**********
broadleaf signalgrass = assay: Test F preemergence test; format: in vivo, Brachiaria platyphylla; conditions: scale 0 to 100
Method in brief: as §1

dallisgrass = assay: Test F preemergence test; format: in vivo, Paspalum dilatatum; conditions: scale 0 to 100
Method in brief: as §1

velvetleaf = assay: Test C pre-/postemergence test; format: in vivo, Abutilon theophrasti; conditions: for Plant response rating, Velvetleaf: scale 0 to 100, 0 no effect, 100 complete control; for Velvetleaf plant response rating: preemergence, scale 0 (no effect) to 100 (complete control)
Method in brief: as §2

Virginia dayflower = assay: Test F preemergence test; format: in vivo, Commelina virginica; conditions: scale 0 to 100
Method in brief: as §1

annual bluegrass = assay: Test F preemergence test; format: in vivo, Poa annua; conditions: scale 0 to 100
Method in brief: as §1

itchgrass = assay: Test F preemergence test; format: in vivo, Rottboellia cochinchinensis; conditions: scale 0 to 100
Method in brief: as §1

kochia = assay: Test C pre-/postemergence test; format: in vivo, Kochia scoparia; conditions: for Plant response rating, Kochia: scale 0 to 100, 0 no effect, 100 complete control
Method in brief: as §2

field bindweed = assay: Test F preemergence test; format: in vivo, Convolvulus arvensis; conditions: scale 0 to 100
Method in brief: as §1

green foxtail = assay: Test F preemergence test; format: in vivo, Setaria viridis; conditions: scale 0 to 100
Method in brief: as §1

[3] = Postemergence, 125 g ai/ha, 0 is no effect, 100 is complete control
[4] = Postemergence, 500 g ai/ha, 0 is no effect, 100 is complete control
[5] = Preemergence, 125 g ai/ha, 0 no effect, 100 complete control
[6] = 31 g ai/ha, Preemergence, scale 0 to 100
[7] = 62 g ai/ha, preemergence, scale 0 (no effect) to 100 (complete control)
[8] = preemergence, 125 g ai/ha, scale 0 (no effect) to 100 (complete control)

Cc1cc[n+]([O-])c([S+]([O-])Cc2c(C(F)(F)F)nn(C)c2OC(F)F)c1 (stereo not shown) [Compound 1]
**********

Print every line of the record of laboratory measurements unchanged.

broadleaf signalgrass = assay: Test F preemergence test; format: in vivo, Brachiaria platyphylla; conditions: scale 0 to 100
Method in brief: as §1

dallisgrass = assay: Test F preemergence test; format: in vivo, Paspalum dilatatum; conditions: scale 0 to 100
Method in brief: as §1

velvetleaf = assay: Test C pre-/postemergence test; format: in vivo, Abutilon theophrasti; conditions: for Plant response rating, Velvetleaf: scale 0 to 100, 0 no effect, 100 complete control; for Velvetleaf plant response rating: preemergence, scale 0 (no effect) to 100 (complete control)
Method in brief: as §2

Virginia dayflower = assay: Test F preemergence test; format: in vivo, Commelina virginica; conditions: scale 0 to 100
Method in brief: as §1

annual bluegrass = assay: Test F preemergence test; format: in vivo, Poa annua; conditions: scale 0 to 100
Method in brief: as §1

itchgrass = assay: Test F preemergence test; format: in vivo, Rottboellia cochinchinensis; conditions: scale 0 to 100
Method in brief: as §1

kochia = assay: Test C pre-/postemergence test; format: in vivo, Kochia scoparia; conditions: for Plant response rating, Kochia: scale 0 to 100, 0 no effect, 100 complete control
Method in brief: as §2

field bindweed = assay: Test F preemergence test; format: in vivo, Convolvulus arvensis; conditions: scale 0 to 100
Method in brief: as §1

green foxtail = assay: Test F preemergence test; format: in vivo, Setaria viridis; conditions: scale 0 to 100
Method in brief: as §1

[3] = Postemergence, 125 g ai/ha, 0 is no effect, 100 is complete control
[4] = Postemergence, 500 g ai/ha, 0 is no effect, 100 is complete control
[5] = Preemergence, 125 g ai/ha, 0 no effect, 100 complete control
[6] = 31 g ai/ha, Preemergence, scale 0 to 100
[7] = 62 g ai/ha, preemergence, scale 0 (no effect) to 100 (complete control)
[8] = preemergence, 125 g ai/ha, scale 0 (no effect) to 100 (complete control)

Cc1cc[n+]([O-])c([S+]([O-])Cc2c(C(F)(F)F)nn(C)c2OC(F)F)c1 (stereo not shown) [Compound 1]